Searching over 5,500,000 cases.


searching
Buy This Entire Record For $7.95

Download the entire decision to receive the complete text, official citation,
docket number, dissents and concurrences, and footnotes for this case.

Learn more about what you receive with purchase of this case.

Adoption of Posy

Appeals Court of Massachusetts, Bristol

February 4, 2019

ADOPTION OF POSY (and a companion case[1]).

          Heard: September 12, 2018.

         Petitions filed in the Bristol Division of the Probate and Family Court Department on September 18, 2014.

         The cases were heard by Katherine A. Field, J.

          Roberta Driscoll for the father.

          Jeremy Bayless for Department of Children and Families.

          Jaime L. Prince for the children.

          Present: Green, C.J., Milkey, & Singh, JJ.

          SINGH, J.

         From his home in Guatemala, the father sought to obtain custody of his two daughters who were placed in foster care after the death of their mother in the United States. The father could not take immediate custody of the children because he had been deported earlier.[2] After a one-day trial, at which the father was necessarily absent due to his immigration status, a Probate and Family Court judge issued decrees terminating the father's parental rights. In finding the father to be an unfit parent, the judge characterized him as having "abandoned" the children. She also found that he had "a serious issue with criminal activity" and "longstanding issues of domestic violence." As none of these critical findings have adequate support in the record, we vacate the decrees.

         Background.

         The mother and father were both Guatemalan nationals who met in New Bedford; they began their relationship sometime in 2004 but never married. Posy was born in August, 2006, and Beth was born in June, 2009. In April, 2009, two months before Beth's birth, the father was deported, preventing him from acknowledging paternity on Beth's birth certificate.[3]After he was deported, the father maintained telephone contact with the mother (when she had access to a telephone) and the children.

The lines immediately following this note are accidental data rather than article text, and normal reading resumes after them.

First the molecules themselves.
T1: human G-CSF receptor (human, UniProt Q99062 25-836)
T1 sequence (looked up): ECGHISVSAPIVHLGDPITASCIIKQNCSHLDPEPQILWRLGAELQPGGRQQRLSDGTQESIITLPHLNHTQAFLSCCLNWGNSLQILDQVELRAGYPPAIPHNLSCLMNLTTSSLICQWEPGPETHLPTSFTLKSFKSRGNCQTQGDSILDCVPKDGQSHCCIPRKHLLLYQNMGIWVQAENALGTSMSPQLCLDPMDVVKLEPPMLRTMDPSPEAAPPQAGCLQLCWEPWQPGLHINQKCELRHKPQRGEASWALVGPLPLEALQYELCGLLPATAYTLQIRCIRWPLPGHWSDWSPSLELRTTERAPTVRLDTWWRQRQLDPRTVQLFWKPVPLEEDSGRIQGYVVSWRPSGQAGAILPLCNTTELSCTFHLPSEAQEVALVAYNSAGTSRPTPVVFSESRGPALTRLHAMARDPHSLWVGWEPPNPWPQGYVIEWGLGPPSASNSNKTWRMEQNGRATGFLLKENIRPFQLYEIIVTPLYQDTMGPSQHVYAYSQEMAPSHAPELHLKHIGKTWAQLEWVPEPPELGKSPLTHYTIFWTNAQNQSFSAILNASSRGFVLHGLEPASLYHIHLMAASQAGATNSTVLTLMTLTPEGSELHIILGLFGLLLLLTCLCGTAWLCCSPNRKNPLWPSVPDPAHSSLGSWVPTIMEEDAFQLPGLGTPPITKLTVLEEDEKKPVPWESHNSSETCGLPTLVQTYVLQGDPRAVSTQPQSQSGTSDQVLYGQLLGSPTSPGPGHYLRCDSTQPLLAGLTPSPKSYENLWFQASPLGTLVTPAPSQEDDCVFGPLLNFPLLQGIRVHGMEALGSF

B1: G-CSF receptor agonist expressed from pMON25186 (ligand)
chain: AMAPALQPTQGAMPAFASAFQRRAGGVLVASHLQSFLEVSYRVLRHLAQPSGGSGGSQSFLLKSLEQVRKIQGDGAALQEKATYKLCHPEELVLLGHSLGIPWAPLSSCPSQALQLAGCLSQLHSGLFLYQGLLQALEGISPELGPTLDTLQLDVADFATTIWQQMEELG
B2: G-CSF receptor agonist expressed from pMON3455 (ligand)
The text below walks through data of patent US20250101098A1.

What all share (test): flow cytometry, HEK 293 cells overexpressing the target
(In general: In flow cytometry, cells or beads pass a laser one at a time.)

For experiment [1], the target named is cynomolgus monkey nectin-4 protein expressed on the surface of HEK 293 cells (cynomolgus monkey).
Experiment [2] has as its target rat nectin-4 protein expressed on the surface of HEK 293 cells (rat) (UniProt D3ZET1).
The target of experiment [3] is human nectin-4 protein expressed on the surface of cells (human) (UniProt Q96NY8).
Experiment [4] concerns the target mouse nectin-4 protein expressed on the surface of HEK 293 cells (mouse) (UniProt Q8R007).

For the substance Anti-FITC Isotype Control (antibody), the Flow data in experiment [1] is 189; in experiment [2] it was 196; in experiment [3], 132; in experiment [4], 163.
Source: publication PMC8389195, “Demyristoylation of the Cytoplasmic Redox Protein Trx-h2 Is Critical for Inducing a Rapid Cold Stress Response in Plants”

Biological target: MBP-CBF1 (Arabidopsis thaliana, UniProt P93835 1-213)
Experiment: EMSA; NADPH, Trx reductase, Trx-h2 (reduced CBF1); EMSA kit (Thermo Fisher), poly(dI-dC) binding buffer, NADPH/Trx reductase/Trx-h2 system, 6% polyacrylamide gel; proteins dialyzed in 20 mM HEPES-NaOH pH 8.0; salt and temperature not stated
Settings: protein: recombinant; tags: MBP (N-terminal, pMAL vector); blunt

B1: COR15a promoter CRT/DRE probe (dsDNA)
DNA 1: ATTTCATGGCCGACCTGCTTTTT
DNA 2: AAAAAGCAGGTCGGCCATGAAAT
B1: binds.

During the father's absence, the Department of Children and Families (department) became involved with the family. The first contact was in October, 2010, after the mother left the children in the care of a neighbor while she went to the hospital. She suffered from health conditions resulting from alcohol abuse, and her hospital stay became extended. The neighbor could not keep the children for this length of time, which led to a report to the department that the children were being neglected by their mother. Four additional reports of the mother's alleged abuse or neglect of the children followed during the period March, 2011, through February, 2014. Each of the alleged incidents of abuse or neglect filed against the mother occurred during the father's absence. No allegations of abuse or neglect of the children were filed against the father.

         In July, 2014, the mother died from complications relating to her alcoholism. Shortly thereafter, a maternal uncle and his girl friend became temporary guardians of the children for a few months.[4] Unable to place the children with another family member or family friend (because of disqualifications based on the immigration status of potential guardians), the department sua sponte took custody of the children in September, 2014, and placed them with a foster family.[5] At the same time, a department social worker was assigned to the family.

         Sometime after receiving her assignment, the social worker contacted the father in Guatemala. Because the family was receiving services from the department and the father sought custody of the children, a service plan issued to the father starting on November 11, 2014.[6] The father indicated that, in the interim, a paternal great uncle was interested in taking care of the children; although the placement was "ruled out" by the department, the paternal great uncle, a paternal great aunt, and a paternal cousin (along with the paternal cousin's three children) began regularly-scheduled visits with the children. On December 9, 2014, ...


Buy This Entire Record For $7.95

Download the entire decision to receive the complete text, official citation,
docket number, dissents and concurrences, and footnotes for this case.

Learn more about what you receive with purchase of this case.